Harper's Encyclopedia of United States History (ed. Benson Lossing), Pilgrim fathers, the (search)
ing this unseaworthy vessel, 101 of the number who came from Leyden sailed in the Mayflower, Sept. 6 (O. S.). These included the Pilgrim fathers, so called. The following are the names of the forty-one persons who signed the constitution of government on board the Mayflower, and are known as the Pilgrim Fathers: John Carver, William Bradford, Edward Winslow, William Brewster, Isaac Allerton, Myles Standish, John Alden, Samuel Fuller, Christopher Martin, William Mullins, William White, Richard Warren, John Howland, Stephen Hopkins, Edward Tilley, John Tilley, Francis Cook, Thomas Rogers, Thomas Tinker, John Ridgedale, Edward Fuller, John Turner, Francis Eaton, James Chilton, John Crackston, John Billington, Moses Fletcher, John Goodman, Degory Priest, Thomas Williams, Gilbert Winslow, Edward Margeson, Peter Brown, Richard Britteridge, George Soule, Richard Clarke, Richard Gardiner, John Allerton, Thomas English, Edward Doty, Edward Lister. Each subscriber placed opposite his name th
Harper's Encyclopedia of United States History (ed. Benson Lossing), Ream's Station, battle of. (search)
Ream's Station, battle of. When, in 1864, Warren proceeded to strike the Weldon road, Hancock, who had been called from the north side of the James, followed close in his rear, and on Aug. 21 struck the railway north of Ream's station and destroyed the track for several miles. He formed an intrenched camp at Ream's, and his cavalry kept up a vigilant scout in the direction of the Confederate army. On the 25th Hancock was struck by Hill. The latter was repulsed. Hill struck again, and was again repulsed with heavy loss. Hill then ordered Heth to carry the National works at all hazards, upon which a concentrated fire of artillery was opened. This was followed by a desperate charge, which broke the National line. Three National batteries were captured. A fierce struggle for the possession of the works and guns ensued. In this the Nationals were partly successful. The Nationals were finally defeated, and withdrew. Hancock lost 2,400 of his 8,000 men and five guns. Of the m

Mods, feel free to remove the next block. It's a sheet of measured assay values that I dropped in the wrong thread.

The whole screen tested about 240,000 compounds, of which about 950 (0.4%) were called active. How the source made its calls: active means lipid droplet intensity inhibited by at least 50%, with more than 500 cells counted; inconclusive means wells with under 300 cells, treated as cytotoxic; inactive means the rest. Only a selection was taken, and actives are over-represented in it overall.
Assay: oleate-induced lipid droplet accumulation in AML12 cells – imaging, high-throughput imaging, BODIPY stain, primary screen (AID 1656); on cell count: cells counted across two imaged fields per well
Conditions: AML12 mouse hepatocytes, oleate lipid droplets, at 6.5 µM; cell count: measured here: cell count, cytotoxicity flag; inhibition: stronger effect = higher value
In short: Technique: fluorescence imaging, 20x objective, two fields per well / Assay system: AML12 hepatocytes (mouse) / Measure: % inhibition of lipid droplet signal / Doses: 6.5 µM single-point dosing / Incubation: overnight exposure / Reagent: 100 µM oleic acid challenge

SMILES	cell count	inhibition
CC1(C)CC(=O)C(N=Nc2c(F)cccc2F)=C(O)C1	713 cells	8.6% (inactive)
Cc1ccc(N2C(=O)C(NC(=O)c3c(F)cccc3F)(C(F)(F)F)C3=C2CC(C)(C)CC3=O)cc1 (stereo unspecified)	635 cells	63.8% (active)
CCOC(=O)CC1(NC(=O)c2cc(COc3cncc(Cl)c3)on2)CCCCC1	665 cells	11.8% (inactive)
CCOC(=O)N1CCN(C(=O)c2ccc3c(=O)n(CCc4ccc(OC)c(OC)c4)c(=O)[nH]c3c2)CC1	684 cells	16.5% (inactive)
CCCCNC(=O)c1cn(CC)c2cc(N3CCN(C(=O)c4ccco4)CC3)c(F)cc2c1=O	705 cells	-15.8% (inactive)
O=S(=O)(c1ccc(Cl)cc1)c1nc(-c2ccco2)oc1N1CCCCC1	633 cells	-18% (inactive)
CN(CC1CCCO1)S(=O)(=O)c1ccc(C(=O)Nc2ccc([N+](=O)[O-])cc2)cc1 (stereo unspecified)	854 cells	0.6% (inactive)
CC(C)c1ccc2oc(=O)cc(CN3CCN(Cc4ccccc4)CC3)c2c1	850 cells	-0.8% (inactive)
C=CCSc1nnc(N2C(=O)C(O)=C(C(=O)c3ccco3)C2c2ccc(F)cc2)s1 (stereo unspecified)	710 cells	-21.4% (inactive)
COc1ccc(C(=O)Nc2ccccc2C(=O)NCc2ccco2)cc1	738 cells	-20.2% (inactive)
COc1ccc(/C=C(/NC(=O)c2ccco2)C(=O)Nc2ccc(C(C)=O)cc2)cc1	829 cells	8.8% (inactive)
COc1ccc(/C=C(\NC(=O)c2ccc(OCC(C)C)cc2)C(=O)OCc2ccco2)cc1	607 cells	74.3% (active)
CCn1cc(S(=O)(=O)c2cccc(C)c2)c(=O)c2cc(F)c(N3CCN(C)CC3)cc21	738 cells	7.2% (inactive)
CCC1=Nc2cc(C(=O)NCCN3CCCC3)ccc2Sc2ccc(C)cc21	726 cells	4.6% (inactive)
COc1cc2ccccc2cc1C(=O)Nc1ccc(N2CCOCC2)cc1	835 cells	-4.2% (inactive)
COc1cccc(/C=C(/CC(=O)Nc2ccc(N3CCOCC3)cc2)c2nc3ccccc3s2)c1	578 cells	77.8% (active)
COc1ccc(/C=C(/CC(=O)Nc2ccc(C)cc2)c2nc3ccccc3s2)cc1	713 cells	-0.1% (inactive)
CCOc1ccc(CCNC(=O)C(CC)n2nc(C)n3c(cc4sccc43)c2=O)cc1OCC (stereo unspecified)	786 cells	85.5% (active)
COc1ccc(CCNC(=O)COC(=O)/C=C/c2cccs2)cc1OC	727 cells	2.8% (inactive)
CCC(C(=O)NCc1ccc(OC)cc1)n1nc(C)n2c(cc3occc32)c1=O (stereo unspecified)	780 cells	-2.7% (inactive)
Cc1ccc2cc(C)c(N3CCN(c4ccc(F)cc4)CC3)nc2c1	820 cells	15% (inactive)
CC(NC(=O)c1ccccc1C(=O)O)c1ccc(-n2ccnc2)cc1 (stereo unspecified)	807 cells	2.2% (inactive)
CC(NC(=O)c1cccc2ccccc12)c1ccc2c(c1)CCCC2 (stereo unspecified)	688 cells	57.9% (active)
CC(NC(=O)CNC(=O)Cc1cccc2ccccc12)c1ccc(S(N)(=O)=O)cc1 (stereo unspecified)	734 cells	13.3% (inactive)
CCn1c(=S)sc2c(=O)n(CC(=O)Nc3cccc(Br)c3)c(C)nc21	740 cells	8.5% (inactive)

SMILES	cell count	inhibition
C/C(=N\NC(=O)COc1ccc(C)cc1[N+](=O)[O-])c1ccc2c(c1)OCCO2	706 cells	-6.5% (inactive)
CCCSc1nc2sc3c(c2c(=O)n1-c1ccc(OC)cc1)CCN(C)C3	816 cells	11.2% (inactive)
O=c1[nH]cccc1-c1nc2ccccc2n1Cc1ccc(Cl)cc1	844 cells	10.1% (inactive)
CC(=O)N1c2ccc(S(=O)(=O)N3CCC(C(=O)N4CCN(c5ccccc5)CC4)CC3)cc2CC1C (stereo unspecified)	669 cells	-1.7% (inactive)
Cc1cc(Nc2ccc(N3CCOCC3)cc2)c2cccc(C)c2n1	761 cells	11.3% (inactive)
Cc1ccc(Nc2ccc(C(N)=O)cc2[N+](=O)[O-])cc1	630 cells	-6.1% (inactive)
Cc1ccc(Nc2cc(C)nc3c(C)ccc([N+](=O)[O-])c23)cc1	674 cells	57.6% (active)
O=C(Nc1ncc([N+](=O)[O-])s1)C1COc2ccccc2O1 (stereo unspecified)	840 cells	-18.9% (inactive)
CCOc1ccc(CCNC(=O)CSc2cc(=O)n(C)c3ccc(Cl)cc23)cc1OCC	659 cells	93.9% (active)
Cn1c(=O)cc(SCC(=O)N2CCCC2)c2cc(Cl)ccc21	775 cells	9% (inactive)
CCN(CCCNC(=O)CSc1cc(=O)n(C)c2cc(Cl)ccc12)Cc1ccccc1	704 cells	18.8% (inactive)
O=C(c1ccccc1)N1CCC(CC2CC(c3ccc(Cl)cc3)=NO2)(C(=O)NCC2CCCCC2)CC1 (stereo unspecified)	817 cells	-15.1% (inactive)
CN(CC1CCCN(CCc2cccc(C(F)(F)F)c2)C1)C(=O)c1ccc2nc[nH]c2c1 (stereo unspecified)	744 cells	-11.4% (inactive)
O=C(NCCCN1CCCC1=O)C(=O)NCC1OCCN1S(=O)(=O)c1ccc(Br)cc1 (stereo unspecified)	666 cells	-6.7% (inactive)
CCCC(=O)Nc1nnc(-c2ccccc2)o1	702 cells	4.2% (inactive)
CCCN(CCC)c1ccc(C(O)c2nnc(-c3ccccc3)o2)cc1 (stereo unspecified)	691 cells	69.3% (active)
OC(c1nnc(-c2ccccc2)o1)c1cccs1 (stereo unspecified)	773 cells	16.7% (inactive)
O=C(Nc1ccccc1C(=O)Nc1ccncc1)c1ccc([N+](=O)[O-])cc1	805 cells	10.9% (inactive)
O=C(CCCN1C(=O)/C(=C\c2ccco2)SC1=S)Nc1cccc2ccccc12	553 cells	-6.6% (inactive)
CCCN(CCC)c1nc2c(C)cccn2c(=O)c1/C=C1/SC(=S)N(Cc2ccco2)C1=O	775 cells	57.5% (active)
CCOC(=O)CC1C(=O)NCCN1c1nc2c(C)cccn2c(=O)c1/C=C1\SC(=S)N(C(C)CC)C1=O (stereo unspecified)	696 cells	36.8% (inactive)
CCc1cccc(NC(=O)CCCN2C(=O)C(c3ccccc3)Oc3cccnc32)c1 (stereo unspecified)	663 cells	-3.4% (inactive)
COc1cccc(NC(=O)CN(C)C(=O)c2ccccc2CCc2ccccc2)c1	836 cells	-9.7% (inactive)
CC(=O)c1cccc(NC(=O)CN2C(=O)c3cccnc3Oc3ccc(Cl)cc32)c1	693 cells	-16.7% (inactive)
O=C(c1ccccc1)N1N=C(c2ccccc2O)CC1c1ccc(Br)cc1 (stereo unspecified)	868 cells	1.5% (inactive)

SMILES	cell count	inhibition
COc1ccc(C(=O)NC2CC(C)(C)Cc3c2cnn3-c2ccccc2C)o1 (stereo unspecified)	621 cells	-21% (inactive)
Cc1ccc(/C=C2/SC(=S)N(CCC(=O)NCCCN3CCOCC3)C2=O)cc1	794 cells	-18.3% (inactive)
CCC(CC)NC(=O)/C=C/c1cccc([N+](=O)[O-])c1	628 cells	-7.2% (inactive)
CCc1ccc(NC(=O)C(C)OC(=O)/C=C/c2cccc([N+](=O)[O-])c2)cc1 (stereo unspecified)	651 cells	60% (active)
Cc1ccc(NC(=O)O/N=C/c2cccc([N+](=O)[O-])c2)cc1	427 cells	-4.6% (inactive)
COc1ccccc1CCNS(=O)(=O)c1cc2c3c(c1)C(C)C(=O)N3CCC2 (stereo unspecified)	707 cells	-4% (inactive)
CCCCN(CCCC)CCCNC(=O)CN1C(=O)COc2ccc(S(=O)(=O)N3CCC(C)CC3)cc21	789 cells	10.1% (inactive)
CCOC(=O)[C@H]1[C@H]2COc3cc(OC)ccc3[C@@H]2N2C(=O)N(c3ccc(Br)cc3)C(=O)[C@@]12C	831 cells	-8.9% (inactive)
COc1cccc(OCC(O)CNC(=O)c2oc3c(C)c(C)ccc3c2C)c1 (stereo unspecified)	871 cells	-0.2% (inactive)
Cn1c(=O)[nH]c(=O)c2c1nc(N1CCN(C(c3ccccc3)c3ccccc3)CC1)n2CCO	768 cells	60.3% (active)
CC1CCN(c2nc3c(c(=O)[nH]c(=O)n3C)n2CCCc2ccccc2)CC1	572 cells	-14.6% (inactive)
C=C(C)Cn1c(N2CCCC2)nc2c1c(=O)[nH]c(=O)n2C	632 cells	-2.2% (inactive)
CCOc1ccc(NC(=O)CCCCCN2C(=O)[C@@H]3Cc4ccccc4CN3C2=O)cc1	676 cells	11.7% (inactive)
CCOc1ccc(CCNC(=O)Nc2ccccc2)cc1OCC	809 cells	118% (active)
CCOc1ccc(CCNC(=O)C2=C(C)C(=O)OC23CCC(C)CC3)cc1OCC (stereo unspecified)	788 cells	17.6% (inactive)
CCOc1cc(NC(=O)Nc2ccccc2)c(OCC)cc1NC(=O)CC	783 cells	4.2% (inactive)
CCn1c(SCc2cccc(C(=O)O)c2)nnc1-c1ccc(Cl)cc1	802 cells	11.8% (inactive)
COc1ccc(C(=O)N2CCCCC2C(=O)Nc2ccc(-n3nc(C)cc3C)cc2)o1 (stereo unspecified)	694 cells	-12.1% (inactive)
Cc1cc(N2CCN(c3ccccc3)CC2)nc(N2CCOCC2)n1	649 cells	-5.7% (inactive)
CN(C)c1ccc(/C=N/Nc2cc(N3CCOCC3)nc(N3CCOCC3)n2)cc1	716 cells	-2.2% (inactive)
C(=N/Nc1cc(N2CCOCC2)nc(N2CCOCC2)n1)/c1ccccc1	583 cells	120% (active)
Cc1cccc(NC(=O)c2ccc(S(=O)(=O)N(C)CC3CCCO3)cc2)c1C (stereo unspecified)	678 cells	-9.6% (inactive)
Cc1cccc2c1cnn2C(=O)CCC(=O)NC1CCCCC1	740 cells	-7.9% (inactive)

hapman, Chas. P. Kirkland, Jno. Dimon, Samuel Hotaling, Richard Warren, George Jones, Geo. T. Olyphant, B. Cornell, Jas. W. Unwest side of Union Square, the meeting was called to order by Mr. Richard Warren, who nominated Mr. Wm. F. Havemeyer as Chairman of the meetints was read and adopted. The resolutions were then read by Mr. Richard Warren, and were adopted by a unanimous vote. During these proceediof Fort Sumter, arrived on the platform. They were introduced by Mr. Warren, and were received with vociferous cheers. These gentlemen, as ahree other cheers for the gentleman when he left.] Speech of Richard Warren. He was a Minute Man, said Mr. Warren, and having been calleMr. Warren, and having been called to say a few words to the Germans, he would give them his welcome and fellowship. He asked them to stand by this country, this new country traitors have to tremble when the freemen of the country speak. Mr. Warren wound up with a eulogy on Major Anderson and his brave men, and h